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Preventing Lead Poisoning is Focus of National Awareness Campaign

Three government agencies are participating in a National Lead Poisoning Prevention Week, launching a joint campaign on Sunday focused on protecting children across the country from lead poisoning

The National Lead Poisoning Prevention Week runs from October 22 to 28, 2017. It is a joint effort between the U.S. Environmental Protection Agency (EPA), the U.S. Centers for Disease Control and Prevention (CDC), and the U.S. Department of Housing and Urban Development (HUD).

The campaign’s main goal is to provide information to individuals on how to protect their family from lead poisoning, focusing on the importance of lead testing, and encouraging local activities and events to highlight the danger of lead exposure in communities.

Childhood lead poisoning is considered the most preventable environmental disease among young children. More than half a million children in the U.S, have lead blood levels above 5 micrograms per deciliter, the “level of concern” reference set by the CDC. Recently, the CDC considered reducing the level of concern from 5 mcg/dl to 3.5 mg/dl.

This year’s Lead Poisoning Prevention Week theme is “Lead Free Kids for a Healthy Future.” The campaign advocates for testing children for elevated lead blood levels. Lead can enter the body in many ways and can increase quickly from six to 24 months afterward.

Sources of lead exposure include lead-based paint, which was used in homes constructed through 1978, lead naturally occurring in soil, renovation repairs, old plumbing, old playground equipment, water, industrial pollution, and household dust contaminated from other exposures.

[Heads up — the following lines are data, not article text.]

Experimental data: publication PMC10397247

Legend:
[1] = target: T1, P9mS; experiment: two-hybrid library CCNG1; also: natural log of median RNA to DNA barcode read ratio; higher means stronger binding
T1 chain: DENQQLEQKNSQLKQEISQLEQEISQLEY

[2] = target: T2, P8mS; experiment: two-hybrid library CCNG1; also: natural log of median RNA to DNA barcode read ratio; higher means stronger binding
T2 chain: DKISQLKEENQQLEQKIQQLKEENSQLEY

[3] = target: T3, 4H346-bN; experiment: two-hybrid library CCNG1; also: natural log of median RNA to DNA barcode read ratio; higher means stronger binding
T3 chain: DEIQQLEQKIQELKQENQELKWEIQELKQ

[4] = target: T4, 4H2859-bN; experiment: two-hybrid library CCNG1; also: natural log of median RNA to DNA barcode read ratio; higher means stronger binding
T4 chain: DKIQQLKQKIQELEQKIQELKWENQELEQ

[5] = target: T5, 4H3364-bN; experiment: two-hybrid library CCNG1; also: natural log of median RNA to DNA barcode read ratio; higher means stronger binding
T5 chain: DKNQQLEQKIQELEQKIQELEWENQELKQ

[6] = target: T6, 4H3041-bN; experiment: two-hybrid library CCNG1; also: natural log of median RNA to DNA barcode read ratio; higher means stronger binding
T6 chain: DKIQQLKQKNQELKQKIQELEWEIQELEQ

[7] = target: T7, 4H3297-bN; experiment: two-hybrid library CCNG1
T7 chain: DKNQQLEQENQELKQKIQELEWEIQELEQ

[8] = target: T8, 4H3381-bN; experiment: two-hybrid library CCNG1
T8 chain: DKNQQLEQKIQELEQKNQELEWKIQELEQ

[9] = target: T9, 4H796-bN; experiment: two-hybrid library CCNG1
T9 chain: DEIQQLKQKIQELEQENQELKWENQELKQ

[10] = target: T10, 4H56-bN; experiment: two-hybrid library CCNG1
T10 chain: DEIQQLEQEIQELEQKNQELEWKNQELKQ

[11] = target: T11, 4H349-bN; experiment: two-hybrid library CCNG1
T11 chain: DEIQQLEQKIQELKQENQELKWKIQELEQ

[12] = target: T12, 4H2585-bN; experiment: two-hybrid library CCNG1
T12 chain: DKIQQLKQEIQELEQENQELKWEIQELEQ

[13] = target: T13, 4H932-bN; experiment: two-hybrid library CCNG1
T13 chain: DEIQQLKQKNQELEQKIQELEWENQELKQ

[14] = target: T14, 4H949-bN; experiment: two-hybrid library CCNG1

Although lead paint has been banned in the U.S., many homes nationwide still have the toxic paint, and as they age there is a continuing risk that the paint may chip or flake off of the walls, which poses a serious risk of lead poisoning for young children who ingest the paint chips.

Roughly 87% of houses built before 1940 may still have lead based paint. Nearly 70% of houses built between 1940 and 1959 may pose a risk of lead contamination, as lead based paint is still present in millions of homes across the country.

Health officials warn if paint is in bad condition, cracking, peeling, or deteriorating, it may pose a threat to inhabitants of the home. This is problematic because surfaces that may be affected are surfaces children often play with or chew on, like window sills, door frames, railings, and porches.

Renovation repairs and demolition can also create dust with lead in it. Families should be aware repairs can cause the dust to be released and inhaled by young children. Additionally, lead is naturally occurring in the soil in high concentrations. Playgrounds can contain contaminated soil.

Parents should also note lead can be ingested form hand to mouth contact when young children touch or handle contaminated sources, like soil, dust, or paint.

Other sources of lead children may be susceptible to include toys, furniture, toy jewelry, cosmetics, drinking water, lead plumbing pipes, plumbing corrosion, and food stored in lead-glazed pottery or porcelain. Even “lead free” plumbing can contain up to 8% of lead.

Health officials warn parents should be proactive in testing their home drinking water. This can be done by buying a home test kit from a home improvement store. Similarly, local and state governments can test children for lead exposure using a simple blood test, which can prevent permanent damage from lead that can last a lifetime.

Lead poisoning can pose serious health risks to children. A study published in 2013 indicated even low levels of lead in the blood can affect a child’s school performance, especially reading readiness for children entering kindergarten. Other effects include injury to the nervous system, brain damage, seizures, growth retardation, mental retardation, coma, and even death.

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